And over the past two years of the pandemic, these factors have only become more meaningful to women leaders.

Leaders Must Understand Intersectionality

Lindsey Wilson shared that Kimberlé Crenshaw, a legal scholar, coined the term intersectionality in 1989. It refers to the interconnected nature of social categories such as race, ethnicity, gender, class, and sexuality, and how they interact to create unique experiences of discrimination and privilege. Intersectionality is behavioral, cultural, invisible lived and learned experiences that overlap and intersect marginalized individuals or groups. It is often discussed as a part of daily life, but it’s especially prevalent, albeit sometimes overlooked, at work.

The panelists agree that in local government, intersectionality is crucial to understanding the experiences of groups of employees, community stakeholders, businesses, and ecosystems. However, women from marginalized communities, such as women of color, LGBTQ+ women, and women with disabilities, face compounded discrimination and violence. Gender imbalance is not just the result of individual actions but is also the result of systemic barriers that can include laws, policies, and practices that discriminate against women. By taking an intentional approach, local government leaders can identify and address these systemic barriers and create more representative and diverse governing bodies that better reflect the communities they serve.

Incorporating Intersectionality as a Leader

Organizations must enable all leaders to lead with intentionality, to become more purposeful and inclusive. Here are some best practices for local government leaders looking to incorporate intersectionality with a holistic approach into their policies and practices:

1. Recognize the unique experiences of marginalized groups

Intersectionality recognizes that people's social identities can overlap, creating compounding experiences of discrimination. Without it, women are negatively affected. Local government leaders should recognize the unique challenges faced by women, such as women of color, LGBTQ+ women, and women with disabilities, and develop policies and programs that address their needs.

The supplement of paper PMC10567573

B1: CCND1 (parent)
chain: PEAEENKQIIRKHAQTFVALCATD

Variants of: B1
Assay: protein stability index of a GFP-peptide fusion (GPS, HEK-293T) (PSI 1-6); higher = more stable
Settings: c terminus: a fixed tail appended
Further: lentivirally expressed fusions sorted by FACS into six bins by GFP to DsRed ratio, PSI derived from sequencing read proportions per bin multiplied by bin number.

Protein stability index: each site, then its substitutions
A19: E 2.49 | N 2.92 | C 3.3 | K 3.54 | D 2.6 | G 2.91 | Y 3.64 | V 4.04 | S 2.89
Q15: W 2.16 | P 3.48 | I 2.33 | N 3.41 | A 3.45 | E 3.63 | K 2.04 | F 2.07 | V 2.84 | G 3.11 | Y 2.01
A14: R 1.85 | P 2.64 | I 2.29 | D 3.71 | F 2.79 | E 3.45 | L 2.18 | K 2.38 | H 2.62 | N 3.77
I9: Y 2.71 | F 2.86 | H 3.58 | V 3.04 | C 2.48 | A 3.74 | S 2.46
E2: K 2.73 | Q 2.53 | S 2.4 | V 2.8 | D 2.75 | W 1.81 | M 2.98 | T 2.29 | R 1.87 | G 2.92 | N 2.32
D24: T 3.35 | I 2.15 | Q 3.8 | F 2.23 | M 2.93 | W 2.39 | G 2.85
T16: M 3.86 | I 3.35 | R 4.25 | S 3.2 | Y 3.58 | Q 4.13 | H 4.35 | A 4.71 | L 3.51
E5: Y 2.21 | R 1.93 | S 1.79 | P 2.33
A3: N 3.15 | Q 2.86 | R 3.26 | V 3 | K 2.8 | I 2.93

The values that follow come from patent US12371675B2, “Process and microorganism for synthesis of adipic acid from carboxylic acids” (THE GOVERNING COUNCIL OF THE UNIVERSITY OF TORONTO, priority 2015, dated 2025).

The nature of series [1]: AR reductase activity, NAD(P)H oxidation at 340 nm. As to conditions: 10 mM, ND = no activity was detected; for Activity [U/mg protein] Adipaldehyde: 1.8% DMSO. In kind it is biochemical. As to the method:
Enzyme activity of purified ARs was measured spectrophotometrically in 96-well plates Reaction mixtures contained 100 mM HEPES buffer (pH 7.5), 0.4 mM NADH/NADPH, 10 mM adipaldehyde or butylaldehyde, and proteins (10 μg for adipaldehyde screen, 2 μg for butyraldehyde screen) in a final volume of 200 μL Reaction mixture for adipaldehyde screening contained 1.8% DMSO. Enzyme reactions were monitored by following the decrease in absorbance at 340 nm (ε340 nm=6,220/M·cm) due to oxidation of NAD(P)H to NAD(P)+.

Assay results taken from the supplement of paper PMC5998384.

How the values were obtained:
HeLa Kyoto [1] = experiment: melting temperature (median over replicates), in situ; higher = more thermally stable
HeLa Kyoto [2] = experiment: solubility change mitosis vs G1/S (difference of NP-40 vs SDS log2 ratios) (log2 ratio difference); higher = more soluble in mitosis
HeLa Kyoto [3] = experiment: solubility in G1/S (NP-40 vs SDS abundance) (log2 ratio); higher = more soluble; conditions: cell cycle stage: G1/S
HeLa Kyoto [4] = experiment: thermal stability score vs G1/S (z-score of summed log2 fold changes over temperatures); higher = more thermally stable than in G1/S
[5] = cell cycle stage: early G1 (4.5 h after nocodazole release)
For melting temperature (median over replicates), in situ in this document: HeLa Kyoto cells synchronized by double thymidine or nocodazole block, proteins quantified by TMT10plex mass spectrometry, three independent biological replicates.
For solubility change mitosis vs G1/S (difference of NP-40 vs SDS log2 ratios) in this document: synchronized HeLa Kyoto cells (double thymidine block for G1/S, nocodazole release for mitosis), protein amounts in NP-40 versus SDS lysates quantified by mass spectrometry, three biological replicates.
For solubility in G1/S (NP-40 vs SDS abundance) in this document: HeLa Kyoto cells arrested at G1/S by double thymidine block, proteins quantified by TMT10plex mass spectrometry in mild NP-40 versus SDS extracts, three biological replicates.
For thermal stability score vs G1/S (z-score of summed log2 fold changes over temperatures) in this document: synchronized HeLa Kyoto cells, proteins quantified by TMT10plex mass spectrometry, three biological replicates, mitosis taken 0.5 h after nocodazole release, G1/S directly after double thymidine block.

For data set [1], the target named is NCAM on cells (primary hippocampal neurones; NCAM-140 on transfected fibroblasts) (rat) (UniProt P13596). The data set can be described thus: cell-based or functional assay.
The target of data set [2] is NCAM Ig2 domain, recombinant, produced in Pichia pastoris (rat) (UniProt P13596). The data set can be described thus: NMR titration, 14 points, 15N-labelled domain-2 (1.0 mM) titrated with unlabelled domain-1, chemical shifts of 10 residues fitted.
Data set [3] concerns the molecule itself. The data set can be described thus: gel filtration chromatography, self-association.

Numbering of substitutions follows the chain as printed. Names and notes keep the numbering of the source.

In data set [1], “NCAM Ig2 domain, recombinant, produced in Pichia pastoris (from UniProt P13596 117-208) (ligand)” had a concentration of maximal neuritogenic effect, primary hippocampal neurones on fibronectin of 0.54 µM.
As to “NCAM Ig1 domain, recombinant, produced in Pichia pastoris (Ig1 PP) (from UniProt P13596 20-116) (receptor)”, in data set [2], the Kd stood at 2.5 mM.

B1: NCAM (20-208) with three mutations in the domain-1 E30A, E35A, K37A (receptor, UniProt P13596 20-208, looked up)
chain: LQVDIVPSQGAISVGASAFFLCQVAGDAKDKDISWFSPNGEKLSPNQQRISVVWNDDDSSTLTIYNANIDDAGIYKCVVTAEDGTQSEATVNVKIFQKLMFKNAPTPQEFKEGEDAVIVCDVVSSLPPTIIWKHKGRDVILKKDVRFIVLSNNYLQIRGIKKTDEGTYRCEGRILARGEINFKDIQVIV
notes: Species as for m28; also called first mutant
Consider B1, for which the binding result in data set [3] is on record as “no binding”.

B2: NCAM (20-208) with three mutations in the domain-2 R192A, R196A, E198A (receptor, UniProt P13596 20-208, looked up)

2. Use an intersectional lens to analyze policies and practices

Local governments should use an intersectional lens to analyze their policies and practices and identify any systemic barriers to gender equality. This can include laws, policies, and practices that discriminate against women from marginalized communities. Natasha Hampton explained how organizations infuse equity into their values and focus on expanding diversity, equity, and inclusion beyond gender and race. However, their hiring practices are sometimes misaligned with their values and can fall short. An intersectional lens can maintain the focus on equitable and inclusive outcomes for women.

3. Engage with communities and stakeholders

Local governments should engage with communities and stakeholders to better understand their unique needs and experiences. Kimberly Sowell recommended implementing employee resource groups to create space and allow women to feel like they belong in the organization. This can help to inform policies and programs that are more responsive to the needs of all women in local government.

4. Train staff and officials on intersectionality

Local governments should provide training to staff and officials on intersectionality and how to incorporate it into their policies and practices. Wanda Bernard-Bailey encouraged attendees to go beyond training by remaining eclectic in their openness and how they view people to create commonalities, bonding, and understanding. This can help to ensure that intersectionality is integrated into all aspects of local government.

Organizations can help leaders become familiar with the effects of intersectionality and bias. Leaders can become more focused and inclusive in their day-to-day decision making, then advocate and model effective behaviors and techniques for leveraging intersectionality to advance women in local government.

ICMA provides professional development opportunities through SheLeadsGov, an initiative of ICMA and ICMA affiliates that strives to ensure that members and the overall profession reflects the diversity of the people we serve. Through networking, education, and events, ICMA upholds efforts toward fostering an environment for women to flourish in leadership and management roles. ICMA is committed to moving the needle, now more than ever.